Search tips
Search criteria 


Logo of ccLink to Publisher's site
Cell Cycle. 2011 August 15; 10(16): 2737–2741.
Published online 2011 August 15. doi:  10.4161/cc.10.16.16756
PMCID: PMC3219541

Tumor-selective, adenoviral-mediated GFP genetic labeling of human cancer in the live mouse reports future recurrence after resection


We have previously developed a telomerase-specific replicating adenovirus expressing GFP (OBP-401), which can selectively label tumors in vivo with GFP. Intraperitoneal (i.p.) injection of OBP-401 specifically labeled peritoneal tumors with GFP, enabling fluorescence visualization of the disseminated disease and real-time fluorescence surgical navigation. However, the technical problems with removing all cancer cells still remain, even with fluorescence-guided surgery. In this study, we report imaging of tumor recurrence after fluorescence-guided surgery of tumors labeled in vivo with the telomerase-dependent, GFP-containing adenovirus OBP-401.. Recurrent tumor nodules brightly expressed GFP, indicating that initial OBP-401-GFP labeling of peritoneal disease was genetically stable, such that proliferating residual cancer cells still express GFP. In situ tumor labeling with a genetic reporter has important advantages over antibody and other non-genetic labeling of tumors, since residual disease remains labeled during recurrence and can be further resected under fluorescence guidance.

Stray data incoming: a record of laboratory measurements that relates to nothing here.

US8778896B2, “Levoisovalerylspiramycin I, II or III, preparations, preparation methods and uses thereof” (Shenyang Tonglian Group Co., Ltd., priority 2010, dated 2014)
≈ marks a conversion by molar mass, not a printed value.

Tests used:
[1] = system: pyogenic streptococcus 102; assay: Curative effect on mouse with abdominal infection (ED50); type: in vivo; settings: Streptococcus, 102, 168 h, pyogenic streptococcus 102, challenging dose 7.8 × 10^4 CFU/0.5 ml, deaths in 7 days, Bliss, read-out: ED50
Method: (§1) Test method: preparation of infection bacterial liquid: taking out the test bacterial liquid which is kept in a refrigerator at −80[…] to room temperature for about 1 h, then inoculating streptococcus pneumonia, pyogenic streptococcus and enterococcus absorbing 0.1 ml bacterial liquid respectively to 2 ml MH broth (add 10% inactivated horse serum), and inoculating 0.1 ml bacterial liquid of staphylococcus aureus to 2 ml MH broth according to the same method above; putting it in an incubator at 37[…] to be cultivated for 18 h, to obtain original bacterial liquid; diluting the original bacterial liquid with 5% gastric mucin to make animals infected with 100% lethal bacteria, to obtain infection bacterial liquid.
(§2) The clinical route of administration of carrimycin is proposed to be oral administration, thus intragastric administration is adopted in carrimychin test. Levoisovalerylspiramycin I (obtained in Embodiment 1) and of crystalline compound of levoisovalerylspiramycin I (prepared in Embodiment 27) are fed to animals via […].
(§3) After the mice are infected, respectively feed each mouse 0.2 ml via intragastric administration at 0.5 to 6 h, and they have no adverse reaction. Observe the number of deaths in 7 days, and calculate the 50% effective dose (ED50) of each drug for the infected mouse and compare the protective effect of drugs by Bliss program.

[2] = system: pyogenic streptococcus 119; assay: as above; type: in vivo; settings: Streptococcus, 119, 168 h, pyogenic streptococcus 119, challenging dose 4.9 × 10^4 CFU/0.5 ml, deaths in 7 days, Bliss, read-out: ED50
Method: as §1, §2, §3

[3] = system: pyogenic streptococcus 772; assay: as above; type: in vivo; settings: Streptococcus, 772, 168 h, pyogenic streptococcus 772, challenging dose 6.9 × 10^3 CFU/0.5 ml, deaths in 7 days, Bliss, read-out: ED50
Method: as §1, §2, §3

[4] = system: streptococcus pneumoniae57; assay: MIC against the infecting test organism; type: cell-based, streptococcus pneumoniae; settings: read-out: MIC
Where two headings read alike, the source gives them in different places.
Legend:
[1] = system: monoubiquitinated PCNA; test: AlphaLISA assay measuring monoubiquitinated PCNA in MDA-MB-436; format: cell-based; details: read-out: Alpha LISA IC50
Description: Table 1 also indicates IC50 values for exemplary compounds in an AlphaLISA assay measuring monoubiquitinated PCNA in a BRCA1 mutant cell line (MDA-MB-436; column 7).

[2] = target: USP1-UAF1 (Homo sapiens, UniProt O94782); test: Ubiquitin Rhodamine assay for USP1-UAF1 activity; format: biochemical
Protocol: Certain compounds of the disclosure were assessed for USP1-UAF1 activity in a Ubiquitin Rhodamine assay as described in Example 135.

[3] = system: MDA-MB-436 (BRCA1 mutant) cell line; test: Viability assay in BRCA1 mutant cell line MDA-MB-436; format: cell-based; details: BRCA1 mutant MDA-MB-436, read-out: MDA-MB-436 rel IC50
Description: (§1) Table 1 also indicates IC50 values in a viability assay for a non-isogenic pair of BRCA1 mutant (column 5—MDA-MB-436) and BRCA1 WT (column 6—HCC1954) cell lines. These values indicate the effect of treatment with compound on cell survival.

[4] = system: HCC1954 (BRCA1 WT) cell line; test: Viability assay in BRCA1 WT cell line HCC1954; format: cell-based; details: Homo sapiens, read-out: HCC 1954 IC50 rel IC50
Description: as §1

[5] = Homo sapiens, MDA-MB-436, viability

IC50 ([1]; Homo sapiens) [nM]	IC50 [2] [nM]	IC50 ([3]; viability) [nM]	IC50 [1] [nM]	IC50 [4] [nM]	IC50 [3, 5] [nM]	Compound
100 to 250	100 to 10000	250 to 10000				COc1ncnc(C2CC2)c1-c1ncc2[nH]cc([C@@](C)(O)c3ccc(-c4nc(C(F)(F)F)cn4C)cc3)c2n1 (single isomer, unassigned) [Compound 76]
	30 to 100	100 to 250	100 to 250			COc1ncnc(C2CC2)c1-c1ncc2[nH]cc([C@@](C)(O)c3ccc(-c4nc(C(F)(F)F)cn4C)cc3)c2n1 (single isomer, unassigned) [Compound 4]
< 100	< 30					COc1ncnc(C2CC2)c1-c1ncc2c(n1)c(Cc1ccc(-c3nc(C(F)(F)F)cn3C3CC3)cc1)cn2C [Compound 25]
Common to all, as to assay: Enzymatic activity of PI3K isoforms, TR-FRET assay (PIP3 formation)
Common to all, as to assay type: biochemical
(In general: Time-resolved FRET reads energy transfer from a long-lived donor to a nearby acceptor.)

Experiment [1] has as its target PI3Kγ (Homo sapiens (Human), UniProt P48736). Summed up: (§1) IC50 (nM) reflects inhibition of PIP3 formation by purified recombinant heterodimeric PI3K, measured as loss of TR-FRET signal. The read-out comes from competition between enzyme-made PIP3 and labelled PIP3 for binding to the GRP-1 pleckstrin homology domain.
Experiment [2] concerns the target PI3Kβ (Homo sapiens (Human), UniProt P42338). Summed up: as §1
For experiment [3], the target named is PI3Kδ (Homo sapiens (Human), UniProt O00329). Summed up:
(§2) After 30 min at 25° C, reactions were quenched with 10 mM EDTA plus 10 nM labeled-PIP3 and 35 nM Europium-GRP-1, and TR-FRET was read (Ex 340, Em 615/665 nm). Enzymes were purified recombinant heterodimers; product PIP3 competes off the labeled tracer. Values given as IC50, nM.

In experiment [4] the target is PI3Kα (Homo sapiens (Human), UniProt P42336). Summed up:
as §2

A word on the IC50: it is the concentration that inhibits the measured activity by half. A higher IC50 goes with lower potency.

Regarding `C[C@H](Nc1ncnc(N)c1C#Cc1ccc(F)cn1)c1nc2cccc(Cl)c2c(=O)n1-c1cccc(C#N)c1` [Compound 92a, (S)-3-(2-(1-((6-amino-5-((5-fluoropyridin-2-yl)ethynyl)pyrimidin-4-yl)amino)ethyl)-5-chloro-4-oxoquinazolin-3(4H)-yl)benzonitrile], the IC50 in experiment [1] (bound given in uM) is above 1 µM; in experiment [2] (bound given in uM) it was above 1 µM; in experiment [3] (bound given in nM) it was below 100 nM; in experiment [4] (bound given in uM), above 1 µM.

Key words: green fluorescent protein, adenovirus, cancer labeling, in situ, fluorescence-guided surgery, recurrence, detection


Green fluorescent protein (GFP) serves as a very bright genetic reporter to detect metastatic cancer in mouse models.13 Initially, cancer cells were transduced in vitro with GFP using various types of genetic vectors and then implanted in mouse models. Potential clinical application of GFP became possible when it was demonstrated that retroviruses containing GFP could label disseminated cancer in situ in mouse models.4 Subsequently, selective in vivo GFP labeling of tumors was performed with OBP-401, a replicating adenovirus5,6 that contains a replication cassette with the human telomerase reverse transcriptase (hTERT) promoter driving the expression of the viral E1 genes and the inserted GFP gene. Virus replication and, hence, GFP gene expression occur only in the presence of an active telomerase, i.e., in malignant tissue.6 The OBP-401 virus was first tested by injection directly into HT-29 human colon tumors, orthotopically implanted into the rectum in BALB/c nu/nu mice. Subsequent para-aortic lymph node metastasis was observed by laparotomy under fluorescence.6 We then developed a major enhancement of cancer surgical navigation in orthotopic mouse models of cancer using in vivo selective fluorescent tumor labeling with OBP-401 GFP. Bright GFP fluorescence clearly illuminated the tumor boundaries and facilitated detection of the smallest disseminated disease lesions.7